TTAB applies preclusive effect of court decision on distinctiveness
In a precedential decision in Zachry Infrastructure LLC v American Infrastructure Inc (Oppositions 91196513 and 91196514, December 30 2011), the Trademark Trial and Appeal Board (TTAB) has provided useful instruction on the preclusive effect of a prior federal court action between the same parties on the issue of distinctiveness.
The consolidated oppositions before the TTAB involved the distinctiveness of the mark AMERICAN INFRASTRUCTURE, as covered by several, co-pending applications identifying business information management in the field of construction, building construction services and other related services. The opponent, Zachry Infrastructure LLC, alleged that the marks were merely descriptive, primarily geographically descriptive, generic and/or that they had not acquired distinctiveness. Zachry was also the defendant in an infringement action brought by the applicant, American Infrastructure Inc, in federal court involving the same marks. As is often the case, the opposition proceedings were suspended while the infringement action was pending in court.
Zachry raised as defences in the infringement action that American Infrastructure’s marks were generic or descriptive and had not acquired distinctiveness. On summary judgment, the district court held in Zachry’s favour, finding that American Infrastructure’s marks were descriptive and had not achieved secondary meaning. Accordingly, American Infrastructure’s infringement claims were dismissed.
Having prevailed in federal court, Zachry moved before the TTAB for entry of judgment in its favour, alleging that the court’s decision was binding on the TTAB and dispositive of the opposition proceeding. In response, American Infrastructure voluntarily abandoned three of the five opposed applications and moved to amend the remaining two applications to seek registration on the Supplemental Register (registration on the Supplemental Register is available for non-generic terms that are not distinctive either inherently or through acquired distinctiveness, but which are capable of achieving distinctiveness). Zachry opposed the amendment and also moved for judgment in its favour as to the remaining applications on the grounds that the TTAB’s judgment in Zachry’s favour in dismissing the opposition to the abandoned three applications entitled Zachry to judgment on the ground of res judicata as to the remaining two applications.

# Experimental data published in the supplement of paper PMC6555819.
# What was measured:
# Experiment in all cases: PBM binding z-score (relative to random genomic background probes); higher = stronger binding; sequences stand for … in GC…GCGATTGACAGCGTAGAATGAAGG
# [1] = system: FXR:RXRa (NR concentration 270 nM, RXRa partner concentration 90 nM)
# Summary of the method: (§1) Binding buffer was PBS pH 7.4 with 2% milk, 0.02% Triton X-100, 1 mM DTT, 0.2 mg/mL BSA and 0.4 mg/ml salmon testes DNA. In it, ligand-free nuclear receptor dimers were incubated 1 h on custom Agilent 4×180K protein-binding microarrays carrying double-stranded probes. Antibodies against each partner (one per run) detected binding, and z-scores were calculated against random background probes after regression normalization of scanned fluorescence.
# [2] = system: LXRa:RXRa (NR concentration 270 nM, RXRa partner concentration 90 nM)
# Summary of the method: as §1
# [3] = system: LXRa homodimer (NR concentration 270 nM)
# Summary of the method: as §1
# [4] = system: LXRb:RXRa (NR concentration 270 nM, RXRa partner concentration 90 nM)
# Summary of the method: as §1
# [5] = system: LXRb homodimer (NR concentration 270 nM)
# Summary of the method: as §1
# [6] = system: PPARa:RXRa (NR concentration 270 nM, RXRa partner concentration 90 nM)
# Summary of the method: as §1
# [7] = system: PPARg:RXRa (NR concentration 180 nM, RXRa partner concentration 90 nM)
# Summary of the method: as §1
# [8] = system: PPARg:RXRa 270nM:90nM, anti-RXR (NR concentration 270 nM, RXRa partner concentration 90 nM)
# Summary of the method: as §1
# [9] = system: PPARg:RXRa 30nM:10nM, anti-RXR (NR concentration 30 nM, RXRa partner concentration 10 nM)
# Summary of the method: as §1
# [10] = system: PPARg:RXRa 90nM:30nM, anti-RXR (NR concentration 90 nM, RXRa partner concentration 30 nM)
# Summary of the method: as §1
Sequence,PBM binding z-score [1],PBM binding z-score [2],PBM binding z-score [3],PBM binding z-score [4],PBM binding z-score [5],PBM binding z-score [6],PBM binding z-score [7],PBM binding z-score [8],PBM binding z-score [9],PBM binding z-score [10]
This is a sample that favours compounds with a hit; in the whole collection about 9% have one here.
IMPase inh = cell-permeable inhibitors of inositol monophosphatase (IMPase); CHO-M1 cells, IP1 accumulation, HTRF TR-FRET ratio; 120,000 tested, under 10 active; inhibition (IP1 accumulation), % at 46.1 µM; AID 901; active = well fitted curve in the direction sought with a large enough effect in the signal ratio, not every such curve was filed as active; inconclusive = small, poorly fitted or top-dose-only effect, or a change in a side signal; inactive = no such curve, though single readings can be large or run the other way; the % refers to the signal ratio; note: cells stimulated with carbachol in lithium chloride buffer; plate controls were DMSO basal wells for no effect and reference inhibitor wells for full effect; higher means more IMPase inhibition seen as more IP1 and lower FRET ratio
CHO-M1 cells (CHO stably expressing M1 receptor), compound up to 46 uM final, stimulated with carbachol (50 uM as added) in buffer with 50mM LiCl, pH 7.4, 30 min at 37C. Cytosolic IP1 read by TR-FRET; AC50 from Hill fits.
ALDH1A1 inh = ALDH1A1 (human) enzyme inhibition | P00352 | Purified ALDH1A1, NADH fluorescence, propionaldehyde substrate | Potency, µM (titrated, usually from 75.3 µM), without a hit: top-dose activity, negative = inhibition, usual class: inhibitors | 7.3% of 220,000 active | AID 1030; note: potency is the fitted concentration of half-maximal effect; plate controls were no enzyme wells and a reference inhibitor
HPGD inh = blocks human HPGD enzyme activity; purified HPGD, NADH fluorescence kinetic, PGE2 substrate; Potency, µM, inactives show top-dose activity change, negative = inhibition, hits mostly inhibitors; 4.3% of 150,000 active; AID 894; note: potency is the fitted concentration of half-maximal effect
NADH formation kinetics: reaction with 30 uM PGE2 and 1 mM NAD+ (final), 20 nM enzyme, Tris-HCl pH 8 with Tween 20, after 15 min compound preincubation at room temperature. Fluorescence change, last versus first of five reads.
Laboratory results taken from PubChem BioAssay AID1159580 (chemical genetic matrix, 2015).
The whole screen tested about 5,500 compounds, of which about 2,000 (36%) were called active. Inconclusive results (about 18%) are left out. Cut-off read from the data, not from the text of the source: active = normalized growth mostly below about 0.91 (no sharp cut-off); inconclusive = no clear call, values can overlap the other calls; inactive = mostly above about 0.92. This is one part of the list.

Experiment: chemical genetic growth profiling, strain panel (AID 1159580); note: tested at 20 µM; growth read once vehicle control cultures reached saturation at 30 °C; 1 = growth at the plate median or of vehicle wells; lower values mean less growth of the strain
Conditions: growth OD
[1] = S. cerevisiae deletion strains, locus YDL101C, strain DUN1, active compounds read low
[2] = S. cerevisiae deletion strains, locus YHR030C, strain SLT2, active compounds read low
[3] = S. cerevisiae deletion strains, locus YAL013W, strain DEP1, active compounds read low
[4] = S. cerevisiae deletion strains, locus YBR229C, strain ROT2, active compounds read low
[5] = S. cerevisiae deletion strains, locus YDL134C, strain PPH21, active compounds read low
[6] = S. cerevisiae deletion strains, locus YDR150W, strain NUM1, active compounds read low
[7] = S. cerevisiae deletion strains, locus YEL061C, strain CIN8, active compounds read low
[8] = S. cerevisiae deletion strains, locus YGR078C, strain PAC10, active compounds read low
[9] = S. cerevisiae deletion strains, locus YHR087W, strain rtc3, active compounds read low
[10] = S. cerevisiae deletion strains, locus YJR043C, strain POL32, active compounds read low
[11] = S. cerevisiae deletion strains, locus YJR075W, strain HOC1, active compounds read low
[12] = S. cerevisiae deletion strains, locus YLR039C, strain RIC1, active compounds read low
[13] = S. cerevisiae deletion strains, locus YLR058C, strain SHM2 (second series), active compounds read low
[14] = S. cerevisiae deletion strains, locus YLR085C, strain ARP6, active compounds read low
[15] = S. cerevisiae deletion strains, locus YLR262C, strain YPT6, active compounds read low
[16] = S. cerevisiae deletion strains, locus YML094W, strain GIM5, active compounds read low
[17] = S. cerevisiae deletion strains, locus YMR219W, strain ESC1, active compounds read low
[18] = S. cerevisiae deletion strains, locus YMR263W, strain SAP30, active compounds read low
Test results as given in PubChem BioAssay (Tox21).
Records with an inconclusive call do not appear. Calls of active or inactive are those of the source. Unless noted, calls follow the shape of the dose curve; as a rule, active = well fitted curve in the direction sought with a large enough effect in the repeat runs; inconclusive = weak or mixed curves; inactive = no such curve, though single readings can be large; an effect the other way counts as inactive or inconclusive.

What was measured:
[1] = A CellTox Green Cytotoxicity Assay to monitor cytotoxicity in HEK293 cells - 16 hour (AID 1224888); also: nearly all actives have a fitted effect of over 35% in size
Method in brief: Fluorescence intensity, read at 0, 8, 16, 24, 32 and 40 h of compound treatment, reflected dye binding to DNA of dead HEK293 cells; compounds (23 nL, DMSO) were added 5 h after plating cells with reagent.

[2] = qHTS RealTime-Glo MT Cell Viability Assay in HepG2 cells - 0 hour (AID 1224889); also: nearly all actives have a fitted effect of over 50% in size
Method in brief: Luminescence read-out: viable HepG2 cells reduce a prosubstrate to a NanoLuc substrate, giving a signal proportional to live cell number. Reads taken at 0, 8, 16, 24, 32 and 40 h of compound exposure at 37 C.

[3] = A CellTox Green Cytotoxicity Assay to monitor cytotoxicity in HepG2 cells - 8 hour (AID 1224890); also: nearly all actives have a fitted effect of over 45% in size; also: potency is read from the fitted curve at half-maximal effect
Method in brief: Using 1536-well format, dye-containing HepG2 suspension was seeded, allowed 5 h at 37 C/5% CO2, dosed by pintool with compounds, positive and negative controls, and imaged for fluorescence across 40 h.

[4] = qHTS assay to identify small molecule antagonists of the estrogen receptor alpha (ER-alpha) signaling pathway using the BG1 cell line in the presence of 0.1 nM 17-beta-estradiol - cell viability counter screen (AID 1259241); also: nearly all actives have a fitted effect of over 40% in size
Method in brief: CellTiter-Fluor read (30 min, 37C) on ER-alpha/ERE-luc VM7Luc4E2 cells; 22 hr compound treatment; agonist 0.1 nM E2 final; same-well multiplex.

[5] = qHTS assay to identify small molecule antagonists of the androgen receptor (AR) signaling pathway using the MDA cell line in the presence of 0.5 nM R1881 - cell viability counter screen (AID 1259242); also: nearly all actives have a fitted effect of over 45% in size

The TTAB gave preclusive effect to the court’s decision on the issues of descriptiveness and lack of acquired distinctiveness, but held that the court’s decision did not reach the issue of genericness. As to the first part of its holding, the TTAB recognised that the court necessarily decided the same issues of descriptiveness and acquired distinctiveness that were pending in the opposition and that the doctrine of issue preclusion (collateral estoppel) thus necessitated a finding in American Infrastructure’s favour. Interestingly, American Infrastructure was not able to avoid a judgment on this issue by attempting to amend its applications to seek registration on the Supplemental Register.
Because the genericness issue was not decided by the court, the opposition on that ground was not precluded by the court’s decision. The TTAB also rejected Zachry’s attempt to claim that the dismissal in Zachry’s favour of the opposition to the three applications expressly abandoned by American Infrastructure should be given preclusive effect on the genericness claim under the doctrine of res judicata. The TTAB looked at the timing of American Infrastructure’s abandonment of the three applications at issue and determined that American Infrastructure’s abandonment was a business decision to litigate the opposition as to only some of the opposed applications, and not a deliberate attempt to evade judgment. Finally, the TTAB deferred deciding whether American Infrastructure could amend its two remaining application to seek registration on the Supplemental Register pending the outcome of the opposition on genericness.
Karin Segall, Leason Ellis LLP, White Plains
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